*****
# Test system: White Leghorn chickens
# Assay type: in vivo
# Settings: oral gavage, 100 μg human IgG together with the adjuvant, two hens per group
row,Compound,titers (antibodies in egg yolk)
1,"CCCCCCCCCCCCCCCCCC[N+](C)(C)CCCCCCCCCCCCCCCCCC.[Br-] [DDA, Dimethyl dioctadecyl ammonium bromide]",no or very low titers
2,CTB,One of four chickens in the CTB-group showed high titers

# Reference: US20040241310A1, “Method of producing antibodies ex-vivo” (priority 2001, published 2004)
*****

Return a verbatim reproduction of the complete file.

# Test system: White Leghorn chickens
# Assay type: in vivo
# Settings: oral gavage, 100 μg human IgG together with the adjuvant, two hens per group
row,Compound,titers (antibodies in egg yolk)
1,"CCCCCCCCCCCCCCCCCC[N+](C)(C)CCCCCCCCCCCCCCCCCC.[Br-] [DDA, Dimethyl dioctadecyl ammonium bromide]",no or very low titers
2,CTB,One of four chickens in the CTB-group showed high titers

# Reference: US20040241310A1, “Method of producing antibodies ex-vivo” (priority 2001, published 2004)